nQuagga/Zebra Mussels – Spread to the UK in ballast water, these molluscs reproduce prolifically and can clog up piping. They are filter feeders and remove so much plankton from the water that the whole balance of the aquatic environment can be thrown, resulting in collapses of populations of native species. nRose-ringed Parakeets – They escaped in to the UK in late 1960s. They are largely a problem in SE England where quite a population has built up. They out-compete native species for nest-holes in trees. nAmerican Mink – They escaped or were liberated from fur farms in the 1960s. They have since become a real problem in the UK as they will predate anything they are big enough to catch, which includes ground-nesting birds and most significantly the Water Vole population, which has been devastated. nKiller Shrimp– These are two species of shrimp of the genus Dikerogammarus that due to their greater size than similar native shrimps and voracious appetites have the potential to devastate aquatic communities by basically eating anything they can get hold of including fish fry. Not sure about Gwent, but they certainly occur in Cardiff Bay. nAsian Hornets – A species which has received much media coverage in the last couple of years. They are a real problem in France, devastating local honey-bee populations. To date there have been only 13 sightings in the UK, with eight of these in 2018. nInvasive Garden Ant – Not one I had previously heard of, but first discovered in the UK in 2009. They form far bigger colonies than our native ants and can thus outcompete them. They’re predicted to potentially be a big problem. nAmerican Signal Crayfish – Imported into the UK in the 1970s as a food source, they escaped in to our waterways. They have decimated out native White-clawed Crayfish population by outcompeting them and also spreading the deadly Crayfish Plague. They have also had a detrimental impact on many other native freshwater species and have caused bank instability with their burrows. nTopmouth Gudgeon – They were introduced into the UK in 1984 and have since spread to a number of sites. They are only small fish species, however they are problematic because they breed rapidly and in great numbers, quickly producing large densities that then feed on the eggs of other fish species. The Environment Agency has been working to eradicate this species before it spreads to too many sites. nGrey Squirrel – They are familiar and widespread, having been introduced into the UK in the 19th century. They are a real ecological and commercial problem, responsible for the loss of our native Red Squirrel from much of the UK through competition and the spread of the deadly Squirrel Pox, to which they are themselves immune. They are also a real problem in forestry through their habitat of bark stripping younger trees, which can deform or kill them. I don’t need to tell you they are widespread! nMuntjac Deer – These small deer were brought to Woburn Park in Bedfordshire in the early 20th century. They have since escaped and spread to many parts of the UK. They can be a real problem in native woodland as they will eat off all new growth, preventing new tree growth both from coppice and new seedlings with long- term implications for the health of the woodland. They are present in Gwent and alongside the Fallow Deer are a considerable ecological issue, particularly in the Wye Valley area.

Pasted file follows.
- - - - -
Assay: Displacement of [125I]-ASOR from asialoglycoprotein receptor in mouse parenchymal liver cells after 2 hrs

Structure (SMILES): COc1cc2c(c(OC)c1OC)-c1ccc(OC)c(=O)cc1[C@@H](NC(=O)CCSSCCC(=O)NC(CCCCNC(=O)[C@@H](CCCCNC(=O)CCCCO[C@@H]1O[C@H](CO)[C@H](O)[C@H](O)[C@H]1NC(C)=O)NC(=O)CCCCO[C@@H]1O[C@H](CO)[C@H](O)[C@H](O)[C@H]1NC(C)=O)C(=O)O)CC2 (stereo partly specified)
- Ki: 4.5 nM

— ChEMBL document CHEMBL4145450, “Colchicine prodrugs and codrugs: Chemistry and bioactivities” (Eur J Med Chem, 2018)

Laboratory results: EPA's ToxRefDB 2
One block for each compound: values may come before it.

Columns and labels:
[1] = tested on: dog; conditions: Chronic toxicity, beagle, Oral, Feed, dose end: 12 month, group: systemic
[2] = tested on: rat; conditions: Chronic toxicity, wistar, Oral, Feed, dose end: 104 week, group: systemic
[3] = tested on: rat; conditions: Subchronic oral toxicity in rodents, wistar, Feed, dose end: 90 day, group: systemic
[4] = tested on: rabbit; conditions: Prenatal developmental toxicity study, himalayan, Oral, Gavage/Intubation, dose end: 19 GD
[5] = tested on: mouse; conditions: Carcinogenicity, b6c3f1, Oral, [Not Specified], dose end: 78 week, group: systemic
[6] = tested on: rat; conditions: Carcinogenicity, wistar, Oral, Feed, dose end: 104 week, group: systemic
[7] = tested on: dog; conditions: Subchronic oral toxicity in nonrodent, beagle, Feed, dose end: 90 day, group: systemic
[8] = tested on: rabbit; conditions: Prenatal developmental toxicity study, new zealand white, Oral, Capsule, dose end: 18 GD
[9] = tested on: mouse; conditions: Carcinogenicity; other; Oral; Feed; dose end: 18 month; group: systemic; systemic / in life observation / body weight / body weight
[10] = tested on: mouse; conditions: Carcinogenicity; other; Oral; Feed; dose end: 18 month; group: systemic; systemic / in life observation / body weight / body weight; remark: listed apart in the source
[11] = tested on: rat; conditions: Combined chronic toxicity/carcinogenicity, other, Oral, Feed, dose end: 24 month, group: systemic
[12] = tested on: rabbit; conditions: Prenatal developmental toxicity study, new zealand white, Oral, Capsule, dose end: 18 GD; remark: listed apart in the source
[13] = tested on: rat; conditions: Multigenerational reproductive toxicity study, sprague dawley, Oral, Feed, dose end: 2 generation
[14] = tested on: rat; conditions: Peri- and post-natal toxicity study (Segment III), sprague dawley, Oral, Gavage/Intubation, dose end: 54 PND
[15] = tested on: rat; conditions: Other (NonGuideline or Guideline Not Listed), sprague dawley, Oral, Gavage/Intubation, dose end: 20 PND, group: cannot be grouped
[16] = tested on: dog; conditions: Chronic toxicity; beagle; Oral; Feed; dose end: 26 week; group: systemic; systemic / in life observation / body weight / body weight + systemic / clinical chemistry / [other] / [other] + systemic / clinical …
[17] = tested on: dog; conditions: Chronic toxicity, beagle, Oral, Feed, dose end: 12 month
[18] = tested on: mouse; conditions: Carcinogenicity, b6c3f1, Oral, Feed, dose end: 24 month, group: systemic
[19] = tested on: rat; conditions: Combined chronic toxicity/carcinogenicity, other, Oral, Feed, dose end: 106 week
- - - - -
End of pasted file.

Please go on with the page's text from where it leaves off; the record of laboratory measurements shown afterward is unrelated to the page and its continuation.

n New-Zealand and Australian Flatworms – There are approximately 10 non-native flatworm species in the UK with these two regarded as being problematic as they prey on our native earthworm populations with resultant impacts on diversity and soil structure. The New-Zealand Flatworm is considered to be the worst offender of the two.